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Butler County schools adjust to feed students during summer of coronavirus

Credit: DaytonDailyNews

With some local school families struggling during Coronavirus threat Middletown Schools expand free meals.

Credit: DaytonDailyNews

As area schools prepare to open under the continued coronavirus threat next month, student meals programs haven’t slowed during summer break to feed students from low income families.

The school-based programs in Butler and southern Warren counties are most active in the area’s largest schools systems – Lakota, Hamilton, Fairfield, Middletown and Mason.

In general, smaller enrollment districts in the area are coordinating free student meal distribution during the week with local pantries and other charitable organizations and churches to make sure none of their students suffer nutritionally while out from school.

ExploreMORE: How schools are feeding students during summer break in Butler, Warren counties

Thanks to increased federal and state local funding, school food programs for free and reduced student meals are keeping busy this summer.

A recent morning at Middletown High School saw cars lining up in the school campus drive near the building’s front entrance to roll up to the district’s first food truck to pick up hot lunches and breakfasts for the next day.

The district’s free summer student meal program “is phenomenal,” said Victoria Burton, a grandmother of Middletown students.

Burton travels to the school each weekday to pick up free meals to help her daughter who is working outside the home.

“This is so appreciated. This is a wonderful and the meals are really good and at no cost,” she said while waiting in her car to be handed meals by school food service workers in masks.

Mandy Stidham, kitchen manager at the high school, said she hears those sort of grateful comments a lot from many school families.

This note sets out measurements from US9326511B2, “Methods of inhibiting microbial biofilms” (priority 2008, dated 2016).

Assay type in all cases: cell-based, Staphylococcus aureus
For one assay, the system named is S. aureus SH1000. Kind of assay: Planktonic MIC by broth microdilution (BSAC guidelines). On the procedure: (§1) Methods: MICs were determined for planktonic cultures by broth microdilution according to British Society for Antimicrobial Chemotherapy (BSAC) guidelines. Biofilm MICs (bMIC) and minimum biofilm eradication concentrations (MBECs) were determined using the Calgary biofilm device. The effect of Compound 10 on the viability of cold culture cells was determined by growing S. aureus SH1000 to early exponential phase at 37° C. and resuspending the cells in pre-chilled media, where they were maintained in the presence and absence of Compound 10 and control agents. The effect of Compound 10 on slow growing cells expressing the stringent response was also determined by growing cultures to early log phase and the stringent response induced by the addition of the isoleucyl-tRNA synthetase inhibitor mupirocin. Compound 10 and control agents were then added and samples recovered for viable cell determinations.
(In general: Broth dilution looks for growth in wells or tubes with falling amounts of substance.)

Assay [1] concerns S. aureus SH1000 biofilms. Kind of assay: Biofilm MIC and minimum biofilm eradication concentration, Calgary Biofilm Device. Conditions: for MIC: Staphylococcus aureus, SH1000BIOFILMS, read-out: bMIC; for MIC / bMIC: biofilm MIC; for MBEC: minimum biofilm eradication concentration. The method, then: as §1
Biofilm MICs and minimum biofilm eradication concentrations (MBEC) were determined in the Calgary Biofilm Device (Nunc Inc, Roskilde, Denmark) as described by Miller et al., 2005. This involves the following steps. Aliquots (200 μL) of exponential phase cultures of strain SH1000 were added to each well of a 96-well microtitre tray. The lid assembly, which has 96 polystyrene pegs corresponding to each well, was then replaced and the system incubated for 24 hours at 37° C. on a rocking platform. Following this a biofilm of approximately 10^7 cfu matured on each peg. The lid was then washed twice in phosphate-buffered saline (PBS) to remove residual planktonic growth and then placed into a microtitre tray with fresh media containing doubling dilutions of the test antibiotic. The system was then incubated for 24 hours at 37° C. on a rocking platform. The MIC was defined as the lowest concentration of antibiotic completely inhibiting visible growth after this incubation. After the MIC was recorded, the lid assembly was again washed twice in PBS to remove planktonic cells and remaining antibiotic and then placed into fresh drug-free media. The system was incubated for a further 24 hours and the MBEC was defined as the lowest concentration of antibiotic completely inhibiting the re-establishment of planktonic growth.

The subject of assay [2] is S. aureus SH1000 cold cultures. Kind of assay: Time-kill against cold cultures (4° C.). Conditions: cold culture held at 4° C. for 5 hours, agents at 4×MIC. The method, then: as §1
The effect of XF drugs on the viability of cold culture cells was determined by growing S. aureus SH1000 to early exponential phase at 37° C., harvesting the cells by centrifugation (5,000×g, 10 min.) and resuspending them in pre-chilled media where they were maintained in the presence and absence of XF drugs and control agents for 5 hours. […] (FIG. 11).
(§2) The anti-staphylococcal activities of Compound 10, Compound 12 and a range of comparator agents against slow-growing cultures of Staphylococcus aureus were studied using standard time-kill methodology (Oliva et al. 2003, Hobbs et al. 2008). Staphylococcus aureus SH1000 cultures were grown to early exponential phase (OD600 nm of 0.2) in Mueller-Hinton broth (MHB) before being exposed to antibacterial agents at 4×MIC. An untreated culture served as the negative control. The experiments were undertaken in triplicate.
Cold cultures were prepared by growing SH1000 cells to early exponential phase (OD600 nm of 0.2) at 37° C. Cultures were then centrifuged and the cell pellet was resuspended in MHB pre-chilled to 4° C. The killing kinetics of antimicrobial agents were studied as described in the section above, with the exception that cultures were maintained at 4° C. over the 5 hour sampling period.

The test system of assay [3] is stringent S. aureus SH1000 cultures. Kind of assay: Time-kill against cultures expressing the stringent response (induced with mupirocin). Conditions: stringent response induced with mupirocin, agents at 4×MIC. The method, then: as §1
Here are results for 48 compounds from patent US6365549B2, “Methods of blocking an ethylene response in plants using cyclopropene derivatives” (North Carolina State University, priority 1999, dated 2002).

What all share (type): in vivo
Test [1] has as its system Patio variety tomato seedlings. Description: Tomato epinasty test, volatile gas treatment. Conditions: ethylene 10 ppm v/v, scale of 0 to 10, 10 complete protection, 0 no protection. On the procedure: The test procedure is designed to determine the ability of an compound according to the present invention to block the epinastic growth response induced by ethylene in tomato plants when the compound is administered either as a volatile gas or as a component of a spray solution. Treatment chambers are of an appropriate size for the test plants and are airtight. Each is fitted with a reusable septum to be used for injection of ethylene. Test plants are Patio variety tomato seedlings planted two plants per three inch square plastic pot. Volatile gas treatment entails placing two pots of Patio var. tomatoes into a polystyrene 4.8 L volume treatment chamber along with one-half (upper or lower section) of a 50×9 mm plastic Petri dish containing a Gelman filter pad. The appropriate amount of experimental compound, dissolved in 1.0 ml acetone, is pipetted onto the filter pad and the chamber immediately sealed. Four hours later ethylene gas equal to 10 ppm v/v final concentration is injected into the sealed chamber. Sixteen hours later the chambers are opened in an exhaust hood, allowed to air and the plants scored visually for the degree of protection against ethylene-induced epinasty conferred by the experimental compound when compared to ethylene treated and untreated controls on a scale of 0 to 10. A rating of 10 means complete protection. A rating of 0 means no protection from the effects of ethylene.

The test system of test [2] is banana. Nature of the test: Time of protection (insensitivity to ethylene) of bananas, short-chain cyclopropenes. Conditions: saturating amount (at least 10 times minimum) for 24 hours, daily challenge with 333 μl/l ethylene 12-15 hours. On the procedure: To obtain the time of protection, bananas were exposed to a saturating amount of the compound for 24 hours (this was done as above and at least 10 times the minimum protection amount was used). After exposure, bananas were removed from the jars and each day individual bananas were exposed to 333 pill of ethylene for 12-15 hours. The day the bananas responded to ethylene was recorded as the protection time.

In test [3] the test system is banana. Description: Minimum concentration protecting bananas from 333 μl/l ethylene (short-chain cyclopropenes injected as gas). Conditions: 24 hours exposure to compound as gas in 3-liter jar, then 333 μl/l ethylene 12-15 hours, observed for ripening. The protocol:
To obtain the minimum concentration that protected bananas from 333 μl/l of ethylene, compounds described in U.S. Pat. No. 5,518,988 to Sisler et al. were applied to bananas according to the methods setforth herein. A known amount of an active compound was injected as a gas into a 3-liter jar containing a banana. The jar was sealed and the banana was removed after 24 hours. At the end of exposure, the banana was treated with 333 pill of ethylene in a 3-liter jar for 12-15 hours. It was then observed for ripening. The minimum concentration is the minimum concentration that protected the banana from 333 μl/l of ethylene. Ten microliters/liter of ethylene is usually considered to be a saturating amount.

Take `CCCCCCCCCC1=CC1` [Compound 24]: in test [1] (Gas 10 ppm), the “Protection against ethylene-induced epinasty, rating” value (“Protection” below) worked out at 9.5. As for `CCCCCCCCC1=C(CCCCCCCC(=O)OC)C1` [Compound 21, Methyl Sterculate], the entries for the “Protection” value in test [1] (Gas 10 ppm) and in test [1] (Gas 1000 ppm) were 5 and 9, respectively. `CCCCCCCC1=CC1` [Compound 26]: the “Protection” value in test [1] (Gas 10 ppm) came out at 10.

“They have fallen on hard times and they need the food we are giving,” said Stidham. “They are very thankful.”

“The Middie Meal Machine (truck) offers a hot meal compared to the cold packed meals at the other school sites (in the district). Additionally, we hand out a packed breakfast to children for the next morning,” said Middletown Schools Spokeswoman Elizabeth Beadle, adding it’s all done at coronavirus safe social distancing.

ExploreVIDEO & STORY: Middletown’s ‘Middie Meal Machine’ in demand for school year after first summer serving lunches

In Hamilton Schools’ 10,000-student district, the expanded summer meal program remains popular as some families struggle financially during the coronavirus.

“We are still operating under the emergency school feeding program through the USDA (United States Department of Agriculture). It is part of the Seamless Summer Program, which is a federal USDA sponsored program,” said Joni Copas spokeswoman for Lakota Schools.

“We served over 160,000 meals to our students since this past March (when Ohio schools were ordered shut due to the coronavirus) to the end of school,” said Copas.

“And we have already served 12,000 meals during these summer months for a grand total of 172,000 meals since March,” she said.

For qualified area school families interested in free meals for their school-age children, they can check their local public school district websites for information or go to the USDA’s Food and Nutrition Service website, which includes a free meal locator search service to connect to a local school or food pantry provider.

For those without internet access, they can call the USDA National Hunger Hotline for food assistance. The hotline, operated by Hunger Free America, can be reached Monday through Friday between 7 a.m. to 10 p.m. EST at 1-866-3-HUNGRY (1-866-348-6479) or 1-877-8-HAMBRE (1-877-842-6273) (for Spanish).